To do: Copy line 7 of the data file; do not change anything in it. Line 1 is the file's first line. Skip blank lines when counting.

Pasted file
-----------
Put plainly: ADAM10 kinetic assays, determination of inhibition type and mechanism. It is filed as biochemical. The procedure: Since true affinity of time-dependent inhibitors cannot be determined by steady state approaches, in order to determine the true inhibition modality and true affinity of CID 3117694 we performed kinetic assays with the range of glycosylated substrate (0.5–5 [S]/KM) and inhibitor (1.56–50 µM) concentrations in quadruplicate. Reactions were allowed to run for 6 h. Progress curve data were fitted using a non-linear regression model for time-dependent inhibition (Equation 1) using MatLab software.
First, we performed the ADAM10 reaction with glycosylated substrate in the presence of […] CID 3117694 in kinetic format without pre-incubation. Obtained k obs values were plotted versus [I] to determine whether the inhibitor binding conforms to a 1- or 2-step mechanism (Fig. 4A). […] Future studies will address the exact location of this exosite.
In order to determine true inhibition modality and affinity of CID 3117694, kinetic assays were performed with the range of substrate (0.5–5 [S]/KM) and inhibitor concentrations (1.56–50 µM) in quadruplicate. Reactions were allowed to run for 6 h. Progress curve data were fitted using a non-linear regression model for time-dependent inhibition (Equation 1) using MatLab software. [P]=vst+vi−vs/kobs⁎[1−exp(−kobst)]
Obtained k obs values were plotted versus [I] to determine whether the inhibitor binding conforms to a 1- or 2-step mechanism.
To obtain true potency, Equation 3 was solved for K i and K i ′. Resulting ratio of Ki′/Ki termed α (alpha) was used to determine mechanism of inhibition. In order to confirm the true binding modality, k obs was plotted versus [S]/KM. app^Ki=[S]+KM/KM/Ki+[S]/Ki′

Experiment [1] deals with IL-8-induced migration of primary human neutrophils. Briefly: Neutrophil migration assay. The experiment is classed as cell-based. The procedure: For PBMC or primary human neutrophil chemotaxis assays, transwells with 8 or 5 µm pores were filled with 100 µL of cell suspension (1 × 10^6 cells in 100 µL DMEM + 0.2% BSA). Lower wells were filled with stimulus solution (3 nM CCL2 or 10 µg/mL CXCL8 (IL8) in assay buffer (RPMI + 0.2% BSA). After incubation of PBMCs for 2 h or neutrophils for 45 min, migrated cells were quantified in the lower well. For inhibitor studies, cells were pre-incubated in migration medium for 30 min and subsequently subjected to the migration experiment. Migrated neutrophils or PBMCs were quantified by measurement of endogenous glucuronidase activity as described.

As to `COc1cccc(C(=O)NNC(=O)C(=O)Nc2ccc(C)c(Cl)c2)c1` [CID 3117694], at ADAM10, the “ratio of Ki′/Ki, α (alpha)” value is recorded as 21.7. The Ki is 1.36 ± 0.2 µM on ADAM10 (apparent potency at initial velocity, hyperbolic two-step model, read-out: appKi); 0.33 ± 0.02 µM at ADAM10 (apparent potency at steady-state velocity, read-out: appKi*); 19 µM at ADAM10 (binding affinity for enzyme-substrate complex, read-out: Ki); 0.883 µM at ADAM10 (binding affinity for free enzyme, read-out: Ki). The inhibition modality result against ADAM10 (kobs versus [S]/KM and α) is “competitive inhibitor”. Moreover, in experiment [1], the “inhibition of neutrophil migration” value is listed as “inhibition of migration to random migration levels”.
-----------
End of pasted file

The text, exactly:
As to `COc1cccc(C(=O)NNC(=O)C(=O)Nc2ccc(C)c(Cl)c2)c1` [CID 3117694], at ADAM10, the “ratio of Ki′/Ki, α (alpha)” value is recorded as 21.7. The Ki is 1.36 ± 0.2 µM on ADAM10 (apparent potency at initial velocity, hyperbolic two-step model, read-out: appKi); 0.33 ± 0.02 µM at ADAM10 (apparent potency at steady-state velocity, read-out: appKi*); 19 µM at ADAM10 (binding affinity for enzyme-substrate complex, read-out: Ki); 0.883 µM at ADAM10 (binding affinity for free enzyme, read-out: Ki). The inhibition modality result against ADAM10 (kobs versus [S]/KM and α) is “competitive inhibitor”. Moreover, in experiment [1], the “inhibition of neutrophil migration” value is listed as “inhibition of migration to random migration levels”.